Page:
Facebook Can Pursue NSO Lawsuit, Appeals Court Rules

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Pegasus fallout continues. Facebook granted permission to pursue a lawsuit, after US court rejects NSO’s claim of immunity

The bad news keeps coming for the Israeli surveillance specialist NSO Group, after an important US court ruling went against it.

The 9th US Circuit Court of Appeals in San Francisco on Monday rejected a claim by NSO that it was immune from being sued, because it had acted as a foreign government agent.

This ruling gives Facebook the permission to continue its malware lawsuit against the Israeli firm, which was also blacklisted last week by the US Commerce Department when it was placed on the US entity list.

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US blacklist

Being placed on the Entity List, means that exports to the firm from US companies are now restricted.

The US took the decision because of the furore surrounding NSO’s Pegasus spyware.

In December 2020 a report by Citizen Lab at the University of Toronto alleged that dozens of Al Jazeera journalists had been hacked with the help of Pegasus, by exploiting a vulnerability in the iPhone operating system.

But things really kicked up a gear in July this year, when the Pegasus Project (a collaboration of more than 80 journalists and media organisations) alleged that NSO’s Pegasus had been used “to facilitate human rights violations around the world on a massive scale.

It allegedly uncovered evidence that revealed that the phone numbers for 14 heads of state, including French President Emmanuel Macron, Pakistan’s Imran Khan and South Africa’s Cyril Ramaphosa, as well as 600 government officials and politicians from 34 countries, had appeared in a leaked database at the heart of the investigative project.

In September the investigative website Mediapart alleged that traces of Pegasus spyware had even been found on the mobile phones of at least five current French cabinet ministers, deepening the diplomatic fallout.

WhatsApp lawsuit

But before all that, Pegasus allegedly made its first appearance in May 2019, when WhatsApp urged all its users to update their software to fix a vulnerability that was being actively exploited to implant advanced surveillance tools on users’ devices.

In October 2019 Facebook and WhatsApp filed a lawsuit against NSO, alleging that NSO was behind the cyberattack in May 2019 that infected devices with advanced surveillance tools (Pegasus).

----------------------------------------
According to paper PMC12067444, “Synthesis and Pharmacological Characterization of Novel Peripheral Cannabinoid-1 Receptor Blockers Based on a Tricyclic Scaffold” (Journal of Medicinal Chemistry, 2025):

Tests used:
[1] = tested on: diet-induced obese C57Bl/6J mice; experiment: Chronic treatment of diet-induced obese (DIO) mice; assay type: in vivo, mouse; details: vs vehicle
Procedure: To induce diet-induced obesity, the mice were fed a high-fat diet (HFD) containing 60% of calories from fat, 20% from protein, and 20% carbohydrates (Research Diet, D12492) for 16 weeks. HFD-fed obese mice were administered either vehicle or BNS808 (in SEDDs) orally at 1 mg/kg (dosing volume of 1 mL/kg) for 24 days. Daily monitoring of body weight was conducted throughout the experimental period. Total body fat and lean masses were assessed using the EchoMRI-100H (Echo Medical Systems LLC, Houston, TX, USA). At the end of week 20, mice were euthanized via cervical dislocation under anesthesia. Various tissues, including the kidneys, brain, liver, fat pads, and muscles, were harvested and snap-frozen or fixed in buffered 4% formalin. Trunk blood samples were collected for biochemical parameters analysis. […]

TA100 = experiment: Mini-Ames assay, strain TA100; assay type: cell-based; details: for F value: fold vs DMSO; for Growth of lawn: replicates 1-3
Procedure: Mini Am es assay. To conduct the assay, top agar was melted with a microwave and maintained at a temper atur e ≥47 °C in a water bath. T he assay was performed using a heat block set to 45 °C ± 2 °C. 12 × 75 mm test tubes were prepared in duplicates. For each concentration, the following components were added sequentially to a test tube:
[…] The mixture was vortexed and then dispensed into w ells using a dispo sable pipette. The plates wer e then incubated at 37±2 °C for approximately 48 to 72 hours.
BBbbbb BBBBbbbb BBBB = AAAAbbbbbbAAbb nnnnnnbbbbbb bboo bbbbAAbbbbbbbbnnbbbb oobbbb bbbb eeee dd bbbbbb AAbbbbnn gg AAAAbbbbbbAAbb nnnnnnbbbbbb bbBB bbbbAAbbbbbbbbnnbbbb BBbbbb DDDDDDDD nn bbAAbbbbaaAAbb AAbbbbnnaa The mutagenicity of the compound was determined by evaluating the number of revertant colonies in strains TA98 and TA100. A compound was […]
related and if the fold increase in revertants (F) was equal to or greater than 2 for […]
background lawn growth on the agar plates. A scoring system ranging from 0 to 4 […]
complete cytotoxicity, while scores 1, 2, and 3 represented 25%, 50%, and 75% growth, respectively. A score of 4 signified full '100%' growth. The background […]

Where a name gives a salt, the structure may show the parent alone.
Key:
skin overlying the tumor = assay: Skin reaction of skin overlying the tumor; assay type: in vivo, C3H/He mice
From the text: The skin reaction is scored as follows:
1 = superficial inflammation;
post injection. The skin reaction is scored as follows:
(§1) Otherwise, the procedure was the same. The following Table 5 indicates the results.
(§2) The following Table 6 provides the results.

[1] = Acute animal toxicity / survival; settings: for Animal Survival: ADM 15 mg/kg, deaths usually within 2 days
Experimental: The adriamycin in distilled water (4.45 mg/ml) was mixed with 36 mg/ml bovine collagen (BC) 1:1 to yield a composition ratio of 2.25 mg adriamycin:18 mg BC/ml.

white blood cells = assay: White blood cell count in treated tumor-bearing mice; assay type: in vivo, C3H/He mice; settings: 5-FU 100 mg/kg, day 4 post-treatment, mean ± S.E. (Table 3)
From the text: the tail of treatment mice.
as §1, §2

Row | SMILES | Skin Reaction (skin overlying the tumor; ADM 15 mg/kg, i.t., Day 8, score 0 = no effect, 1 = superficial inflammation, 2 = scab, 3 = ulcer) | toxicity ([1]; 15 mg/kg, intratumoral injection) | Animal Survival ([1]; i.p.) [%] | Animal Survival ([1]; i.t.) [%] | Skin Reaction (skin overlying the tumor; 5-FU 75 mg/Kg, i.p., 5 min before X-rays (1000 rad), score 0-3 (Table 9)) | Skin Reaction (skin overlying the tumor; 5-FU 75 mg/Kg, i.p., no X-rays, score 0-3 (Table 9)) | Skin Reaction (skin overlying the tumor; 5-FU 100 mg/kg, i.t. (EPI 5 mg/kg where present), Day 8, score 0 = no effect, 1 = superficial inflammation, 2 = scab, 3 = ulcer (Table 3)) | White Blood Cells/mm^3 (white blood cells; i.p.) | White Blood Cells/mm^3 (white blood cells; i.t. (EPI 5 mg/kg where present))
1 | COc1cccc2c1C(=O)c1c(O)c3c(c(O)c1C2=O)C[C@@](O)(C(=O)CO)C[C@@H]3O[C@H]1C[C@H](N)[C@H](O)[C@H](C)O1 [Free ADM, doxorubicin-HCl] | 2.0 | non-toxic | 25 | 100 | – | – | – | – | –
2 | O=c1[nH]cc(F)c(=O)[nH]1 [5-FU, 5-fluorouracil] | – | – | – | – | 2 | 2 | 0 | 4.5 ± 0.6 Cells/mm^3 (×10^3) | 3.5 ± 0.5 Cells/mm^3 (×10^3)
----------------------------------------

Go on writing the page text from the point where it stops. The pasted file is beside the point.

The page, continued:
A further twist came in March 2020 when NSO failed to show up in the American court after efforts were made to serve legal papers against it.

A California court clerk entered a notice of default against the Israeli firm.

NSO responded and asked the US court to sanction Facebook for allegedly failing to abide by international law with regards to its lawsuit against the surveillance software maker.

NSO alleged it had not been served in accordance with international law known as the Hague Convention.

Appeals ruling

But now NSO’s legal headaches have increased further, after the US appeals court ruling, which means that Facebook can pursue its malware lawsuit against the firm, Reuters reported.

In a 3-0 decision on Monday, the Court of Appeals in San Francisco rejected privately owned NSO’s claim it was immune from being sued because it had acted as a foreign government agent, Reuters reported.

NSO for its part, has always maintained that it sells its Pegasus software to governments and agencies for the purpose of tracking down terrorists and other criminals.

NSO was reportedly appealing a trial judge’s July 2020 refusal to award it “conduct-based immunity,” a common law doctrine protecting foreign officials acting in their official capacity.

Upholding that ruling, Circuit Judge Danielle Forrest reportedly said it was an “easy case” because NSO’s mere licensing of Pegasus and offering technical support did not shield it from liability under federal law, which took precedence over common law.

“Whatever NSO’s government customers do with its technology and services does not render NSO an ‘agency or instrumentality of a foreign state,’” Forrest was quoted by Reuters as writing. “Thus, NSO is not entitled to the protection of foreign sovereign immunity.”

The case will return to US District Judge Phyllis Hamilton in Oakland, California.

Asked for comment on the decision, NSO was quoted by Reuters as saying in an email that its technology helps defend the public against serious crime and terrorism, and that it “stands undeterred in its mission.”

WhatsApp spokesman Joshua Breckman in an email reportedly called the decision “an important step in holding NSO accountable for its attacks against journalists, human rights defenders and government leaders.”

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Author: Tom Jowitt
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